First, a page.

Metaphors and Symbols in A Tale of Two Cities

Stone facades and structures figure prominently in the story and almost always reflect some characteristics of the persons or action being described. For instance, the Marquis St. Evremonde stone chateau and its various carved images are used to convey the unyielding arrogance of its inhabitant and the manner in which he becomes simply another feature in its statuary. This line begins when the peasant woman asks for an engraved stone to mark her husband’s pauper grave. The Marquis rudely refuses and then returns to his chateau, described as a “heavy mass of a building” and a “stony business altogether” (114). The stony face closest to his window is said to have its mouth open and to appear “awe-stricken” at the sight of its master’s dead body. The Marquis’ face in death is characterized as being like “a fine mask, suddenly startled, made angry and petrified” (125). Later in the story, the image of the bloody grindstone outside Tellson’s Paris office acts as a metaphor for the hard, unyielding fury of the mob and serves as contrast to the interior apartment which shelters the Manette’s and Mr. Lorry. Stone is also used as a metaphor for the inevitability of fate as in the chapter entitled “Drawn to the Loadstone Rock” (Book II, Chapter 24) that details Darnay’s decision to return to France clearly illustrates.

The footsteps that echo outside the Manette’s Soho home are in Lucie’s fancy symbolic of the numerous people that she believes will enter into her family’s life. She perceives them as dangerous to her life and Carton immediately states “I take them into mine” which foreshadows his willingness to sacrifice himself to the Paris mob in Darnay’s place. Later in the story the symbolic footsteps are shown to be those of the Paris mob when Mr. Lorry visits the Soho home at the start of the revolution and remarks that the echoing footsteps are “very numerous and very loud” that evening. The next scene is that of the storming of the Bastille which are the footsteps “stained red, the footsteps raging in Saint Antoine afar off” (99-100).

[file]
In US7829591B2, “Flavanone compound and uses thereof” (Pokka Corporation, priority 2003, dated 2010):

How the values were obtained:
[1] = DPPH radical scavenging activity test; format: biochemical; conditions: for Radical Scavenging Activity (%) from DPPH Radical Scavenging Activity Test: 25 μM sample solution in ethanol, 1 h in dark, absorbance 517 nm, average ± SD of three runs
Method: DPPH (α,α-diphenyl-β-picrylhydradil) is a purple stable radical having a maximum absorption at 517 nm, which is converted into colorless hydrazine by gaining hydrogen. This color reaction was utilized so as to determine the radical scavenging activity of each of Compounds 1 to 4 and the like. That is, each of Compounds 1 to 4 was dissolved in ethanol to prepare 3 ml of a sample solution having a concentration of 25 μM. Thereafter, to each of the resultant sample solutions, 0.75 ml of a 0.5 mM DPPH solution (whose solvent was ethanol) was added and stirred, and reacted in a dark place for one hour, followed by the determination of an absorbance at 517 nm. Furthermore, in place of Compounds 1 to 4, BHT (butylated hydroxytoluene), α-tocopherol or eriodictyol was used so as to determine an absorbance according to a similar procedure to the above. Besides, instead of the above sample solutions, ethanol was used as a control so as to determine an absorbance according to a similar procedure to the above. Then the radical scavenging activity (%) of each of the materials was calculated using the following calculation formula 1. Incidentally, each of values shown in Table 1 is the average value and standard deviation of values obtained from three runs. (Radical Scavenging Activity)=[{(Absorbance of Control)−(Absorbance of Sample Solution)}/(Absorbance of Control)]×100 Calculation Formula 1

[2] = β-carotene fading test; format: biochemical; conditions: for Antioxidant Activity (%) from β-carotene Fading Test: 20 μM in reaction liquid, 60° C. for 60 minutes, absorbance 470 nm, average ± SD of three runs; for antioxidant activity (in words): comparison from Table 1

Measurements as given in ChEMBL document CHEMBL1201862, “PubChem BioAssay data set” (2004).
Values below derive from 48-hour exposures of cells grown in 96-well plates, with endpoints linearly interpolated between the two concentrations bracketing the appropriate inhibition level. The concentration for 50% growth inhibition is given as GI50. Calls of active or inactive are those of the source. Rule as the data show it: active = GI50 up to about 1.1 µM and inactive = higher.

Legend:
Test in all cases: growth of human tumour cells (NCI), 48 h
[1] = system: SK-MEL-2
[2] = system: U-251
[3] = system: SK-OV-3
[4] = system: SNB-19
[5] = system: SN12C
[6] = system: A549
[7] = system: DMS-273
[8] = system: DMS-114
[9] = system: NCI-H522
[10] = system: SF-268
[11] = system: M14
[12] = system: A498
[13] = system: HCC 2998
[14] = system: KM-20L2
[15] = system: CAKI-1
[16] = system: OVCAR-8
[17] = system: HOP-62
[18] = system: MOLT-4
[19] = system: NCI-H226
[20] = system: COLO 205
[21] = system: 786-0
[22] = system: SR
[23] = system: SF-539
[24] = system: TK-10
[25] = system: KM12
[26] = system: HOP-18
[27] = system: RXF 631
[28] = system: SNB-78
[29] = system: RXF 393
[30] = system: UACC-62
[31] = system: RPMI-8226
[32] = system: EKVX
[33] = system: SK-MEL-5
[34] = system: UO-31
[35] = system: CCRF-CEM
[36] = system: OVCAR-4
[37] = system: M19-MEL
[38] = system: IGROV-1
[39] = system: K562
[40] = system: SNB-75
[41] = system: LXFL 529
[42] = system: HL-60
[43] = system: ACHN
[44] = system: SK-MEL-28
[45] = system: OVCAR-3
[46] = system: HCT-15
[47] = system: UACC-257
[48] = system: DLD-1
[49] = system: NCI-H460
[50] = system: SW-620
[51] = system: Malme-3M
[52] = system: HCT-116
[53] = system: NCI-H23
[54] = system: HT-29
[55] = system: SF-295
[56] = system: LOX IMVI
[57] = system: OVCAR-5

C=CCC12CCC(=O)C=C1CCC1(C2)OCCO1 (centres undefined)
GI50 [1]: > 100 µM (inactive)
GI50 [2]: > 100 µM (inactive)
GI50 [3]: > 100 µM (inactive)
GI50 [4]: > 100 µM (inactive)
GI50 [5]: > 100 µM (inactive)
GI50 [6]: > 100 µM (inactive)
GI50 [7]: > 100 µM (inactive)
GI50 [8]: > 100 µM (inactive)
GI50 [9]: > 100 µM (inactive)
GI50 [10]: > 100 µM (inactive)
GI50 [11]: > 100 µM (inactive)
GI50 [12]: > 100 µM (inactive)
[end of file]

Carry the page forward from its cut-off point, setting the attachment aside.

Knitting / Shoemaking
These two normally innocuous tasks become symbolic of much more dire things in the course of the story. In Madame Defarge’s hands the act of knitting is transformed from a wholesome activity of the home to a method of keeping a list of people to be killed. As such, her knitting becomes an important symbol in the story. When Madame Defarge converses with the spy Barsad, for instance, she knits his name into her register and later he acquiesces to Carton in part because he remembers “with fear and trembling, that that terrible woman had knitted when he talked with her, and had looked ominously at him as her fingers moved” (298-99). Knitting also takes the place of eating and becomes symbolic of the suffering in the Saint Antoine district as in the scene in which Madame Defarge moves among the women of her street, all of whom are knitting. The narrator remarks that “They knitted worthless things; but, the mechanical work was a mechanical substitute for eating and drinking . . . if the bony fingers had been still, the stomachs would have been more famine-pitched” (182). Like knitting, the work of making shoes is taken from its normal associations with craftsmanship and wholesome productivity and becomes a symbol of Doctor Manette’s mental instability. When Lucie first encounters him he is engaged in the task of making shoes which he ceases only when he hears her voice and begins the process of overcoming his derangement. Later, when he has a relapse, he returns to shoemaking but after recovering his senses he remarks to Mr. Lorry that he is loathe to part with his shoemaking implements because “it relieved his [Dr. Manette’s] pain so much, by substituting the perplexity of the fingers for the perplexity of the brain, and by substituting, as he became more practiced, the ingenuity of the hands, for the ingenuity of the mental torture” (200). As the outward symbol of the doctor’s mental illness, Mr. Lorry and Miss Pross spare no effort in their “murder” of the shoemaking tools but later, when Darnay has been sentenced to die because of the doctor’s Bastille manuscript, the doctor has a relapse and begs pitifully for the tools of his prison occupation.